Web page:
NAPROXEN - naproxen tablet 
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MEDGUIDE

Medication Guide
for
Non-Steroidal Anti-Inflammatory Drugs (NSAIDs)
(See the end of this Medication Guide for a list of prescription NSAID medicines.)
What is the most important information I should know about medicines called
Non-Steroidal Anti-Inflammatory Drugs (NSAIDs)?
NSAID medicines may increase the chance of a heart attack or stroke that can lead to death.This chance increases:
     with longer use of NSAID medicinesin people who have heart diseaseNSAID medicines should never be used right before or after a heart surgery called a
artery bypass graft (CABG).
NSAID medicines can cause ulcers and bleeding in the stomach and intestines at any
time during treatment. Ulcers and bleeding:
     can happen without warning symptomsmay cause deathThe chance of a person getting an ulcer or bleeding increases with:
     taking medicines called     
anddrinking alcohollonger useolder agesmokinghaving poor healthNSAID medicines should only be used:
     exactly as prescribedfor the shortest time neededat the lowest dose possible for your treatmentWhat are Non-Steroidal Anti-Inflammatory Drugs (NSAIDs)?
NSAID medicines are used to treat pain and redness, swelling, and heat (inflammation) from medical conditions such as:
     different types of arthritis
     menstrual cramps and other types of short-term pain
Who should not take a Non-Steroidal Anti-Inflammatory Drug (NSAID)?
Do not take an NSAID medicine:
     if you had an asthma attack, hives, or other allergic reaction with aspirin or any other NSAID medicine
     for pain right before or after heart bypass surgery
Tell your healthcare provider:
     about all of your medical conditions.
     about all of the medicines you take. NSAIDs and some other medicines can interact with each other and cause serious side effects.Keep a list of your medicines to show to your healthcare provider and pharmacist.
     if you are pregnant.NSAID medicines should not be used by pregnant women late in their pregnancy.
     if you are breastfeeding.Talk to your doctor.
What are the possible side effects of Non-Steroidal Anti-Inflammatory Drugs (NSAIDs)?
Serious side effects include:Other side effects include:heart attack
     stroke
     high blood pressure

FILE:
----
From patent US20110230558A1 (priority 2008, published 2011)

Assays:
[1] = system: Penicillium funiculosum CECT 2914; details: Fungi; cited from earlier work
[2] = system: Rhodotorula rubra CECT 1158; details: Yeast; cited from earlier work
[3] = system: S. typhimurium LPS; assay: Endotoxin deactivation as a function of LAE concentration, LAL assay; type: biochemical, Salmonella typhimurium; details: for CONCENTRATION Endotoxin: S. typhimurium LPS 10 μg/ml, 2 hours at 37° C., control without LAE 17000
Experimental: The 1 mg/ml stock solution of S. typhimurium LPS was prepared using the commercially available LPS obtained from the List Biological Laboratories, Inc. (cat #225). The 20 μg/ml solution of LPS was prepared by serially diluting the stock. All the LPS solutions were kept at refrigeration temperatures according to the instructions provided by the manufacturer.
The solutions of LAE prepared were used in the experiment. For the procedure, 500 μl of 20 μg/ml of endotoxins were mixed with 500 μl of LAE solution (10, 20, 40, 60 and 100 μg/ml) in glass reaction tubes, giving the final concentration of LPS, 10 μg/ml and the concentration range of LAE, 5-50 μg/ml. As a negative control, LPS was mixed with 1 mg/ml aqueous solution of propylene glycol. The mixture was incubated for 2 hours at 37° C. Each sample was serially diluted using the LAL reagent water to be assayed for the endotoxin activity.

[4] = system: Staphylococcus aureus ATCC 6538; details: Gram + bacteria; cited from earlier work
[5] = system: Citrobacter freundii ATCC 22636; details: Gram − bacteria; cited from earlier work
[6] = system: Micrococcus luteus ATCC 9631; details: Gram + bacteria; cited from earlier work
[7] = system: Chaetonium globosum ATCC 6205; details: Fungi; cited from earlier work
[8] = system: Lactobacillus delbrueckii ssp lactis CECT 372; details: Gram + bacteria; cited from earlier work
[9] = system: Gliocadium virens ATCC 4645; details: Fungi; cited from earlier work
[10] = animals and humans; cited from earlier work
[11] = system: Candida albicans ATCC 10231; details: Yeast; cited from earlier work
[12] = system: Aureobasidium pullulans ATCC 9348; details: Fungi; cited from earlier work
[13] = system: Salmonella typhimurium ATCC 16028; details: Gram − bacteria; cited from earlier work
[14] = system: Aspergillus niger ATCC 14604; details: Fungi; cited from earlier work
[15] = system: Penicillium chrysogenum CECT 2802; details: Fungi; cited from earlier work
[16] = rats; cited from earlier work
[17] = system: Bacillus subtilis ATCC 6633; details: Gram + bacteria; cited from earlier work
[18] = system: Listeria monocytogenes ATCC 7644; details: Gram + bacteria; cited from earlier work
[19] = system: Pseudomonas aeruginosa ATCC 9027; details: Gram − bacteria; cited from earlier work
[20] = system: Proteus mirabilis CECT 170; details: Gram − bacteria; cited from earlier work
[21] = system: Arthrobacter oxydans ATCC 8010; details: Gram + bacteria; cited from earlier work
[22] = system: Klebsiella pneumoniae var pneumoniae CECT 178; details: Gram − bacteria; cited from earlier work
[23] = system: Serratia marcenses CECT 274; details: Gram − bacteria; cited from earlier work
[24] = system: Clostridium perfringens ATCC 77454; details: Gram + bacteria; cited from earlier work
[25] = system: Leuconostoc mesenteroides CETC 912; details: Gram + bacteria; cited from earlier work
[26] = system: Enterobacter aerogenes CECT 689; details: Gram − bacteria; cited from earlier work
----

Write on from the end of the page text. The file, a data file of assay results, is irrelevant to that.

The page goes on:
heart failure from body swelling (fluid retention)
     kidney problems including kidney failure
     bleeding and ulcers in the stomach and intestine
     low red blood cells (anemia)
     life-threatening skin reactions
     life-threatening allergic reactions
     liver problems including liver failure
     asthma attacks in people who have asthmastomach pain
     constipation
     diarrhea
     gas
     heartburn
     nausea
     vomiting
     dizzinessGet emergency help right away if you have any of the following symptoms:
     shortness of breath or trouble breathingslurred speechchest painswelling of the face or throatweakness in one part or side of your bodyStop your NSAID medicine and call your healthcare provider right away if you have any of the following symptoms:
     nauseavomit bloodmore tired or weaker than usualthere is blood in your bowel movement or it is black and sticky like taritchingunusual weight gainyour skin or eyes look yellowskin rash or blisters with feverstomach painswelling of the arms and legs, hands and feetflu-like symptomsThese are not all the side effects with NSAID medicines. Talk to your healthcare provider or pharmacist for more information about NSAID medicines.
Call your doctor for medical advice about side effects. You may report side effects to FDA at 1-800-FDA-1088.
Other information about Non-Steroidal Anti-Inflammatory Drugs (NSAIDs)
     Aspirin is an NSAID medicine but it does not increase the chance of a heart attack. Aspirin can cause bleeding in the brain, stomach, and intestines. Aspirin can also cause ulcers in the stomach and intestines.
     Some of these NSAID medicines are sold in lower doses without a prescription (overthe-counter). Talk to your healthcare provider before using over-the-counter NSAIDs for more than 10 days.
NSAID medicines that need a prescription
Generic NameTradenameCelecoxibCelebrexDiclofenacCataflam, Voltaren, Arthrotec (combined with misoprostol)DiflunisalDolobidEtodolacLodine, Lodine XLFenoprofenNalfon, Nalfon 200FlurbiprofenAnsaidIbuprofenMotrin, Tab-Profen, Vicoprofen* (combined with hydrocodone), Combunox (combined with oxycodone)IndomethacinIndocin, Indocin SR, Indo-Lemmon, IndomethaganKetoprofenOruvailKetorolacToradolMefenamic AcidPonstelMeloxicamMobicNabumetoneRelafenNaproxenNaprosyn, Anaprox, Anaprox DS, EC-Naprosyn, Naprelan, Naprapac (copackaged with lansoprazole)OxaprozinDayproPiroxicamFeldeneSulindacClinorilTolmetinTolectin, Tolectin DS, Tolectin 600* Vicoprofen contains the same dose of ibuprofen as over-the-counter (OTC) NSAIDs, and is usually used for less than 10 days to treat pain. The OTC NSAID label warns that long term continuous use may increase the risk of heart attack or stroke.
This Medication Guide has been approved by the U.S. Food and Drug Administration.

Revised: 01/2013
 
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